As part of its bylaw review process, the Town of Huntsville will be seeking input from local businesses and residents on proposed changes to its noise bylaw.
The changes are designed to make it clearer what constitutes a violation of the bylaw.
One section in particular, which currently reads “…excessive noise, which disrupts the normal living or working environment of a person at a point of reception…” was deemed to be too subjective and could allow “an unreasonable complainant to potentially argue that any noise that is being heard at any time of the day is bothersome,” noted a staff report presented to General Committee on May 30.
In the updated bylaw, that section would be removed, and others would be revised to remove conflicting or confusing provisions.
Other proposed changes include:
- an updated pet noise provision that would count “continuous barking” as an offence, defined as “persistent sound made by any dog that occurs for an uninterrupted period of ten minutes or more, or on a sporadic basis of fifteen minutes or more in any thirty minute time period.”
- an exemption for special events if a valid permit has been issued, which would allow for noise during specified and approved times provided notice is given. (All of the existing exemptions have been carried over from the current bylaw for construction, demolition, sirens associated with emergency services, emergency measures, audible pedestrian signals, and uses with site plan approval.)
- allowing yelling, shouting, hooting or hollering at sanctioned sporting events, which was not previously permitted.
- an increase in fines to $175 or $250, depending on the offence.
The Town’s Chief Bylaw Enforcement Officer, Andrew Stillar, said that his department plans to hold one-on-one meetings with representative commercial and industrial businesses, as well as two public meetings to gather comments from residents.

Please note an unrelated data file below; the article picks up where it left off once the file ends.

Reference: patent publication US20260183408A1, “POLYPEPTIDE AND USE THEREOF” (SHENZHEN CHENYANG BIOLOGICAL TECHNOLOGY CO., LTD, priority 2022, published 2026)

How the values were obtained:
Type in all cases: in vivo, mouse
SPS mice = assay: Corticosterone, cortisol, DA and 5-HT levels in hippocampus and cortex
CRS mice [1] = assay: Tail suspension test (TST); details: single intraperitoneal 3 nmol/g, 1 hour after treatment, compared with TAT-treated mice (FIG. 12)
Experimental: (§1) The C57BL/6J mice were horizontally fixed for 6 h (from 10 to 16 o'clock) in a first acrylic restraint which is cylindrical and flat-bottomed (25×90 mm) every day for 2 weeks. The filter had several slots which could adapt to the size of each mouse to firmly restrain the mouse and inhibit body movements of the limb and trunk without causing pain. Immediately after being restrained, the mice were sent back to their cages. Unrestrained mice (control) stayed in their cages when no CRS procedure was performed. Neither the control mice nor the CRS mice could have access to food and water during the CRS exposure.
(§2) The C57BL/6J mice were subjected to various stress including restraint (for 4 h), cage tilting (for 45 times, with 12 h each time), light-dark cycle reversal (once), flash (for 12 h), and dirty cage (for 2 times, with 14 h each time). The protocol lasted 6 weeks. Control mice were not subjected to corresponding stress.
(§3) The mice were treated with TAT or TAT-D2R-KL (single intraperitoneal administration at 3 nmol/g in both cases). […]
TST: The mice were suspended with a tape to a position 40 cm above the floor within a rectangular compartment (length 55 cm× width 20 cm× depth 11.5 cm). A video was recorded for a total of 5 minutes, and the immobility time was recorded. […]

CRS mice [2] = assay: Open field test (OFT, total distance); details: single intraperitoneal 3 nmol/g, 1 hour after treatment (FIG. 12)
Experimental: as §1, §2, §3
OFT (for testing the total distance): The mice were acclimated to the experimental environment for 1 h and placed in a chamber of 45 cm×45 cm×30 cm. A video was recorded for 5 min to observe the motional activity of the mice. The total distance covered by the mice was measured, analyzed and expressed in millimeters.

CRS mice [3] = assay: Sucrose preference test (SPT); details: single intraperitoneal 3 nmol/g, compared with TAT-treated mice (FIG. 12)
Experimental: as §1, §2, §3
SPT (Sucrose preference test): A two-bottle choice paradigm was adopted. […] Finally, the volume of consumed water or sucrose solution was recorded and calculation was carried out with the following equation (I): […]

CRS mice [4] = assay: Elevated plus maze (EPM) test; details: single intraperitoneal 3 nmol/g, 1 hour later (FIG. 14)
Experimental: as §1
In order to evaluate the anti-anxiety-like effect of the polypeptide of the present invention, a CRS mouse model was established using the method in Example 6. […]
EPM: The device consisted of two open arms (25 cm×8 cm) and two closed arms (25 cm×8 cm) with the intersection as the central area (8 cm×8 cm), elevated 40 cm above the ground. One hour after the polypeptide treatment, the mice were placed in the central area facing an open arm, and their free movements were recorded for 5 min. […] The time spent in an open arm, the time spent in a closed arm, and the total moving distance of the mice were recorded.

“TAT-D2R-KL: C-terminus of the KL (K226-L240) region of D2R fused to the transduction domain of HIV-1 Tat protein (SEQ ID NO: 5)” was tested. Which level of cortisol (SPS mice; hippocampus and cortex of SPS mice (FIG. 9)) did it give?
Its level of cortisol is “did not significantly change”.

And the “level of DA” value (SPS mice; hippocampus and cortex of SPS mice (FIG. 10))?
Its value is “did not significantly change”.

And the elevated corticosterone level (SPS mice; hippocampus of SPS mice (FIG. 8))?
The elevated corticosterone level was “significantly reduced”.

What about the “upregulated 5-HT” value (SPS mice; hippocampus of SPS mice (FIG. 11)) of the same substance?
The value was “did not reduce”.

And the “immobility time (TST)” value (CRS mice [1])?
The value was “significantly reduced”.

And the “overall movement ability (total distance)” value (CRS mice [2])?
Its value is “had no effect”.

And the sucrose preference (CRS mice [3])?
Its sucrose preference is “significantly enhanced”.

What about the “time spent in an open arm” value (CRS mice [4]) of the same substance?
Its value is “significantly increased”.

“We want to make sure that any changes reflect the values of the citizens in relation to their tolerance of noise,” he said.
Councillor Nancy Alcock said that she’d like to see some flexibility in the process to allow for changes based on public input, and both she and Councillor Jonathan Wiebe suggested engaging with business owners on how to mitigate noise.
Deputy Mayor Karin Terziano asked that parameters for the updates be clearly communicated, and Councillor Jason FitzGerald wanted to see the wording of the final changes “very straight-forward and I’d like to see them on the Town’s website for everyone to see so there’s no confusion. I think that would be advantageous for bylaw, council, and all constituents.”
Committee Chair, Councillor Brian Thompson, asked what would happen if a site plan differed from the noise bylaw. The Town’s Executive Director of Development Services, Derrick Hammond replied, “Presumably the site plan permits the use and the noise bylaw is regulating levels of noise, I would have to talk to our solicitor about our ability to go back and alter site plans. You raise a really good point.”
The noise bylaw will be the first to undergo public consultation, with others like the clean yards bylaw to follow at a later date.
None of the changes will be completely set in stone. “We are going to be going out hopefully on a continual basis to educate with respect to our bylaws,” said Hammond, adding that issues that arise through that process may result in further discussion and review.
At the meeting, Town staff also shared plans for an annual public awareness campaign on bylaws and their enforcement.
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